Announcement

Collapse
No announcement yet.

Saving the quilting industry article

Collapse
X
 
  • Filter
  • Time
  • Show
Clear All
new posts

    #16
    Re: Saving the quilting industry article

    I have not read the article yet but it was interesting to read everyone's reaction to it. I find it also interesting that some people consider 30-40 min drive so far. LOL I don't have a quilt shop even that close. We have a sewing center who also carries some fabric, notions, and other items. They do machine repair, have classes, and monthly meetings. They are also very nice and welcoming but $$. I took a class and had a lot of fun but I doubt I can afford to take many more. I will be making most of my quilts by you tube with jenny or others. I will have to drive an hour away to a joan's or order fabric online.

    I have been looking at today's deal and trying to decide if it is better to get the kit or slowly buy the pieces needed to make the quilt. I love the fabric and got to see this quilt made. It was very pretty. But again, I will be ordering it online.

    Comment


      #17
      Re: Saving the quilting industry article

      Originally posted by tsladaritz View Post
      I find it also interesting that some people consider 30-40 min drive so far. LOL








      Me too. I'm always wondering why that seems far.
      🌺 Lorie

      Comment


        #18
        Re: Saving the quilting industry article

        I can drive for 30 - 40 minutes in one direction and still be in town. Albuquerque is spread out.
        K is for Karen 😊​ Albuquerque, NM..................
        Cremation - My last hope for a smokin' hot body.


        Before you speak,
        T - is it TRUE?
        H - is it HELPFUL?
        I - is it INSPIRING?
        N - is it NECESSARY?
        K - is it KIND?

        Comment


          #19
          Re: Saving the quilting industry article

          I didn't mean to sound offended. I just gave my opinion. I thought it was interesting too, thank you for posting it.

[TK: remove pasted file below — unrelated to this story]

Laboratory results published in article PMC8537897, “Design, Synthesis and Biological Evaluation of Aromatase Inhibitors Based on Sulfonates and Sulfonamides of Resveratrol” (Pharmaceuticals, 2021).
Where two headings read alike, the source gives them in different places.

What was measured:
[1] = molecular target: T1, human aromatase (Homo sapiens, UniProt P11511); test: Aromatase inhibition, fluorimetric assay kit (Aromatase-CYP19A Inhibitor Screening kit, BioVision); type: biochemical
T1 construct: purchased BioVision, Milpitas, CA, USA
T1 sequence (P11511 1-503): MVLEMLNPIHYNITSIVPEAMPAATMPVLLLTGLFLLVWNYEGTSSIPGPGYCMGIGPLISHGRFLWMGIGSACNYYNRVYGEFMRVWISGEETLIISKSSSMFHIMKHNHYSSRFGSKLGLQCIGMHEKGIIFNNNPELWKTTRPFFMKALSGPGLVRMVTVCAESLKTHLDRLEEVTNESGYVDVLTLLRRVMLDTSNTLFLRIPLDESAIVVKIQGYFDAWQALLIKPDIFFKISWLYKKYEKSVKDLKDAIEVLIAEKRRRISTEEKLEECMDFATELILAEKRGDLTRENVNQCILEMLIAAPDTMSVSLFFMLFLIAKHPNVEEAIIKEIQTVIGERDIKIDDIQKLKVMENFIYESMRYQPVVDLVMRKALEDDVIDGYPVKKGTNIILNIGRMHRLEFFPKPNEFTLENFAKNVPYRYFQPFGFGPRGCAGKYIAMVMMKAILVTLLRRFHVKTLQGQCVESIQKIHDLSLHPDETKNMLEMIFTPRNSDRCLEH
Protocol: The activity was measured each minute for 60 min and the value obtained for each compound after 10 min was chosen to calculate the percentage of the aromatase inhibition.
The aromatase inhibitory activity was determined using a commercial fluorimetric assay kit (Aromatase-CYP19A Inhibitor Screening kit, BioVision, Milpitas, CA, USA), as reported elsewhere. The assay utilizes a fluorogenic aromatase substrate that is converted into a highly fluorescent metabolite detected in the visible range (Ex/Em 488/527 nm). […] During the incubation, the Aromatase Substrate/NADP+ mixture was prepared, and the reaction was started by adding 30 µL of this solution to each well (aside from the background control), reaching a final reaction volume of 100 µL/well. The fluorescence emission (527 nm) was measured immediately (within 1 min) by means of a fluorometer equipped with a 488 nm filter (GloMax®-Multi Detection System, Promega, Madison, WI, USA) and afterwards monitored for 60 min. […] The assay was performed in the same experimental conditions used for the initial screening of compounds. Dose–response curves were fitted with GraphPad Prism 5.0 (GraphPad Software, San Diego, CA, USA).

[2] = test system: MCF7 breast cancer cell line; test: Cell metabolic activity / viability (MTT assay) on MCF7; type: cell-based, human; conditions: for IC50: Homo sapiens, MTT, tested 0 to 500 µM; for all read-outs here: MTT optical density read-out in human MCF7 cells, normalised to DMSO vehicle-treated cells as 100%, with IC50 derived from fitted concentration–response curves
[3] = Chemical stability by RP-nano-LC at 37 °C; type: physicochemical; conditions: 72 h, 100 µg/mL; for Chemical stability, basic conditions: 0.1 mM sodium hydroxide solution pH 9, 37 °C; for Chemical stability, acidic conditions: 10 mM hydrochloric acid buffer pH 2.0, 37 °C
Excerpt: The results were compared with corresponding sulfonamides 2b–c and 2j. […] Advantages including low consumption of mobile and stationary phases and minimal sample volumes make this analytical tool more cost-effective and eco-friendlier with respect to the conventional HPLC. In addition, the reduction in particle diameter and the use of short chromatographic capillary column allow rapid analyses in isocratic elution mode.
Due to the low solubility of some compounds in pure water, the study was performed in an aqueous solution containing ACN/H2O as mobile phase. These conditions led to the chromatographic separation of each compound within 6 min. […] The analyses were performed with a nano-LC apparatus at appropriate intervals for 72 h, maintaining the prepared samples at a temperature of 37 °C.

http://www.flickr.com/photos/quiltsbytrish
          http://quiltdreaming.blogspot.com
          http://pinterest.com/TrishLapp


          What if you woke up today and the only things you had were the things you thanked God for yesterday? :icon_hug:quilting trish

          Comment


            #20
            Re: Saving the quilting industry article

            This article was very informative. I have resolved that if I buy a quilting book, I will go to the author's web site and purchase there. But - full disclosure - I don't buy too many books!

            Two of my favorite LQS closed a few years ago. There are two others which are within a 20 minute drive, and several more that are at a longer distance. I also have the Lancaster area quilt shops if I want to go a further distance. When I am able, I supported the LQS. I still try to buy some of my fabric from those remaining. But, when I go there, I go to their sales area first! It is very hard for my budget to buy fabric at $13/yd when I can get lovely fabric, on sale, on line, for $4/yd.

            My experience with LQS has also been iffy. Early on in my quilting life, I was shopping for a variety of blue and brown threads for FMQ. At one LQS, I saw a wonderful display of Isacord threads. BUT - the very young, and, as I now know, inexperienced, clerk, told me that those threads were for embroidery. So, I didn't buy any. I later learned that those threads were perfect for FMQ. They lost a sale that day because their sales staff did not have enough education.

            Another problem I had with a LQS, which I felt is totally unacceptable, is when the shop owner "helped" me pin baste a quilt. This was my first large quilt - king size. The owner did not make sure the backing was secured. Fortunately, I followed the rule of quilting out from the center. I had to rearrange the basting after every block I quilted. And, as I got to the borders, I ended up with not enough backing on one side and too much on the other. I was able to fix the problem and the final results were lovely - but it was through no help of the quilt shop owner.

            Because of these negative experiences with LQS, I can not fully support them. Sure, I can say, check with your LQS - but if you are inexperienced, how do you know if they are experienced - or not? Everyone provides advice from their own level of experience. That may be enough, or it may not. This forum is very helpful in this regard, as we have so many with many levels of experience.

            I will continue to purchase from a LQS when I can, and I will also continue to purchase from online sources. I don't take classes any more, mostly because I can't afford them, and secondarily, because I can either figure it out for myself, or find the same information on the internet.